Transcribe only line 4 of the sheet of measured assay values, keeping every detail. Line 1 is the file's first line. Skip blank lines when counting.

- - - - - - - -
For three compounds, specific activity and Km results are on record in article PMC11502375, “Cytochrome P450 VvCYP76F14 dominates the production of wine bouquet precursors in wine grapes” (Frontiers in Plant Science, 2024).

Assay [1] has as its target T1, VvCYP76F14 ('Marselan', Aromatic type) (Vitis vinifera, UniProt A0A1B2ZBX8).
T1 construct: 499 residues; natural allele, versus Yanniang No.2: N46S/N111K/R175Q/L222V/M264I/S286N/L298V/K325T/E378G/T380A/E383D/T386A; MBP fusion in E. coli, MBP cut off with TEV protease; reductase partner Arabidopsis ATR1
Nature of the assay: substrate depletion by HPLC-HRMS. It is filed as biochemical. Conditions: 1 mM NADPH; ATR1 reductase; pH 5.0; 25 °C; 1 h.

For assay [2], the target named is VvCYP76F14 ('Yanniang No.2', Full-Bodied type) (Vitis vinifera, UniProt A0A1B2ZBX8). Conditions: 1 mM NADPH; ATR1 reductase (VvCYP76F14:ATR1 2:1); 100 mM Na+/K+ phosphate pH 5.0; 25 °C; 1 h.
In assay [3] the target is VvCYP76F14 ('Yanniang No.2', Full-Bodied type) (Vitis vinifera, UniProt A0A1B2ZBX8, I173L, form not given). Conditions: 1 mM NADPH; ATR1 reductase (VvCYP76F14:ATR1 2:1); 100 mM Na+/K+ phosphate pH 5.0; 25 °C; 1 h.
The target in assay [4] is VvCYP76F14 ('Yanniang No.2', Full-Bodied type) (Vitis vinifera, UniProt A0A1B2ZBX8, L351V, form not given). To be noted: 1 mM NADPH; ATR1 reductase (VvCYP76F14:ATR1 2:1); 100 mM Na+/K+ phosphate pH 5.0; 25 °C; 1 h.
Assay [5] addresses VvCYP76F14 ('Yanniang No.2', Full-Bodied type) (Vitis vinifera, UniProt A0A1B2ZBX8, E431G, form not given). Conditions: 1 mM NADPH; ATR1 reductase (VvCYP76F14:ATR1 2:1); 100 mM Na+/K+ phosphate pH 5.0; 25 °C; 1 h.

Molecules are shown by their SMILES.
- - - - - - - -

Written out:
Nature of the assay: substrate depletion by HPLC-HRMS. It is filed as biochemical. Conditions: 1 mM NADPH; ATR1 reductase; pH 5.0; 25 °C; 1 h.